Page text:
Restaurant ProductionAssociate of Applied Science - Transfer Degree (AAS-T)
The Restaurant Production Associate of Applied Science Transfer (AAS-T) degree assists students in learning the food production skills necessary to operate multifaceted food service operations. Food management classes also train students in inventory control, operations analysis, purchasing, production, supervision, and personnel management.
Students hone their craft through operating South’s Food Court (featuring classic and contemporary menus, a short order grill, grab-and-go items and a delicatessen) and Alhadeff Grill, a waited-service dining room featuring cooked-to-order menus with preparation typical of upscale restaurants in the Pacific Northwest.
The department works closely with the hospitality industry to develop innovative, realistic programs that provide students with skills needed for successful employment.
This degree is designed for students to learn technical skills for employment, but who may also want to transfer to a Bachelor of Applied Science (BAS) degree program or a four-year institution.
Estimated Length of Completion
|Associate of Applied Science - Transfer Degree (AAS-T)||Full Time: 6
Part Time: 12 to 16
Program lengths are estimates, not guarantees. For the most current program information, please check with the program contact.
Students must meet with an advisor for entry into this program. A placement test is required to ensure language and computational skills are sufficient for program success.
- Apply proper personal hygiene, food handling safeguards, safety techniques and knife
- Demonstrate professionalism and leadership standards relating to appearance, time management, and conduct
- Order, purchase, store and inventory foods
- Understand and apply principles of cost control
- Perform front-of-house tasks related to service and dining room organization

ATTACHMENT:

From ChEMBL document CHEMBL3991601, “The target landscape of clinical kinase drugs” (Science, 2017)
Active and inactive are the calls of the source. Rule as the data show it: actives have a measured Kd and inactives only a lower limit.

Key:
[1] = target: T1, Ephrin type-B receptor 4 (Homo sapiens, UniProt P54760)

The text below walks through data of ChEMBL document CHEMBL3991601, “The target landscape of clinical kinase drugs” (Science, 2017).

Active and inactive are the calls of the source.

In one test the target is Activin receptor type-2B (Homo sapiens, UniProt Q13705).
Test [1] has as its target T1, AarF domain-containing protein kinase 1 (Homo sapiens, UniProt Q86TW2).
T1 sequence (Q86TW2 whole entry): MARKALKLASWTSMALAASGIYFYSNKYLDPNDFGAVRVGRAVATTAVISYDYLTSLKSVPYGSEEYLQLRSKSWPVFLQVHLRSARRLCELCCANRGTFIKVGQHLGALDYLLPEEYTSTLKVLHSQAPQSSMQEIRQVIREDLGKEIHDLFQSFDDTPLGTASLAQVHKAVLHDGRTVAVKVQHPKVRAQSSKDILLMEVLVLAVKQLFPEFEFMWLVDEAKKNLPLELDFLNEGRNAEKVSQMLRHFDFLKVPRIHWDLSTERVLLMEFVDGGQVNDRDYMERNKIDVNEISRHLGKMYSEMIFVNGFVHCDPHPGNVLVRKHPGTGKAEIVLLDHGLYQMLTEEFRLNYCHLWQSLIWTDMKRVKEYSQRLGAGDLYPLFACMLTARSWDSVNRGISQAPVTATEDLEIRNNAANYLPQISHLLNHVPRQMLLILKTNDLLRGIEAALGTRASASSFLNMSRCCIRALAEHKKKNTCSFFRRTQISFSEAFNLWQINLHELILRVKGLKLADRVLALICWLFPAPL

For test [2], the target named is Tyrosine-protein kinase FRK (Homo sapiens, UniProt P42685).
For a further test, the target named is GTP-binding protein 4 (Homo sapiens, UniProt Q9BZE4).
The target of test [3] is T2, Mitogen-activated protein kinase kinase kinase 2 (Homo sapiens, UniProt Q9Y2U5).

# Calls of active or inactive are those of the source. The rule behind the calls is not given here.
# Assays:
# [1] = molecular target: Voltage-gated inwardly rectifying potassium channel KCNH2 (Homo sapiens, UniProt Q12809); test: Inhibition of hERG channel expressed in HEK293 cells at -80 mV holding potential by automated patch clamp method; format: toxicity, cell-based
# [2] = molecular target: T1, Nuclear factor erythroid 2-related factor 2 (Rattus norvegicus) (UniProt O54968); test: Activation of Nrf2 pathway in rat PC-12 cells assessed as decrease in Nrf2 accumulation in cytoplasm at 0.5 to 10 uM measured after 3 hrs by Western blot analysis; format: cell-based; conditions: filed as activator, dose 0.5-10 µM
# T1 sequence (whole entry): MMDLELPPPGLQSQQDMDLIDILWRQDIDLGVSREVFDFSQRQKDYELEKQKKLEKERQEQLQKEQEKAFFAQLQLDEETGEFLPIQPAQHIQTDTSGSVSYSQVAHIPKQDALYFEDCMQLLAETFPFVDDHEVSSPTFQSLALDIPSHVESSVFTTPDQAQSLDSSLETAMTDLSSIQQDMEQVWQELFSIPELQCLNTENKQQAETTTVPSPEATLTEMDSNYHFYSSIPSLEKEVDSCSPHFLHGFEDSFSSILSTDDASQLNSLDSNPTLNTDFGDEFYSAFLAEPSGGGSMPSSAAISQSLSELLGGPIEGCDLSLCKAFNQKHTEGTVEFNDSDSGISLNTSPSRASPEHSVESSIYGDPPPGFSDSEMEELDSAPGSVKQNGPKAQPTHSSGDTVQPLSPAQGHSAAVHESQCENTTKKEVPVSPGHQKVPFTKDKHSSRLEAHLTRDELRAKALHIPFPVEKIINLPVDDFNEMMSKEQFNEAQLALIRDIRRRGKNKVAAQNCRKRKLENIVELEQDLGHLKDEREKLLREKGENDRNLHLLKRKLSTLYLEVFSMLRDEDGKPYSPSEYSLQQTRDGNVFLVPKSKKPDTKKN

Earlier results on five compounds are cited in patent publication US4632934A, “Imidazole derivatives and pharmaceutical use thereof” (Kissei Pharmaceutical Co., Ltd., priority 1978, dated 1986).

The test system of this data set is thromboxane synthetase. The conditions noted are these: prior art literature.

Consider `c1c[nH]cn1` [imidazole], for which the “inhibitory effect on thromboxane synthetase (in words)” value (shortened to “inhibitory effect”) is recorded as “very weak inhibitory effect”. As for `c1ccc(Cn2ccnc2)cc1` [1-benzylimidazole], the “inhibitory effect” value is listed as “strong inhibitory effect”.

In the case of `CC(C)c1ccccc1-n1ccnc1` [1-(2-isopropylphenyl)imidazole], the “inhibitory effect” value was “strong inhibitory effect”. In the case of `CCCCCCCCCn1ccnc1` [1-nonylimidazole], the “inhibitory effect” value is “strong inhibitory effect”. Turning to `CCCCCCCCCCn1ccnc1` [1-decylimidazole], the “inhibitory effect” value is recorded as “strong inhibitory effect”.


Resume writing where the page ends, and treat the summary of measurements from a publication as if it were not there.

- Plan, prep and properly cook menu items, using proper techniques, consistently and attractively
- Synthesize the techniques of classical and modern cooking techniques to properly prepare the many global cuisines that drive today's industry
- Utilize sustainability practices in the sourcing and production of food and beverage
- Banquet Manager
- Catering Manager
- Chef and Head Cook
- Cooks: Private Household
- First-Line Supervisor of Food Preparation and Serving Workers
- Food Service Managers (Cruise Lines, Hotels, Restaurants, Resorts)
- Restaurant General Manager
- Sous Chef
For current employment and wage estimates, please visit the following online resources and search for the relevant occupational term:
All costs are estimates and are not guarantees. For the most current program information, check with an adviser by calling 206.934.5391. There are additional costs for books and supplies. Each student is responsible for the purchase of certain supplies and required tools before the instruction begins.
Full Time Cost
Part Time Cost
Equipment Fee associated with this program:
- Uniforms and tools : $500
Quarter Start Dates: Culinary Arts classes begin in Fall, Winter and Spring.
Students may still enroll in the program during other quarters to begin their related academic classes (Not required if a student has already completed these classes. Students must provide an official transcript.).
Class Times: Check the online class schedule. Students will meet during the class timeframe listed, however in order to maintain safe distances in on-site labs students will be grouped and have specified times on campus. Please check with your instructor for more information.
Other related academic classes are required that meet outside of these class times. These classes can be completed online and/or in-person depending on availability. Check with an advisor regarding when to take related academic classes.
To earn an A.A.S.-T degree, students must maintain a minimum cumulative grade point average of 2.0
Health and Sanitation
Basic sanitation principles, ways to apply the principles in practical situations, and methods for training and motivating food service personnel to follow good sanitation practices. Certification is awarded by the National Education Foundation of the National Restaurant Association upon successful completion of the national examination.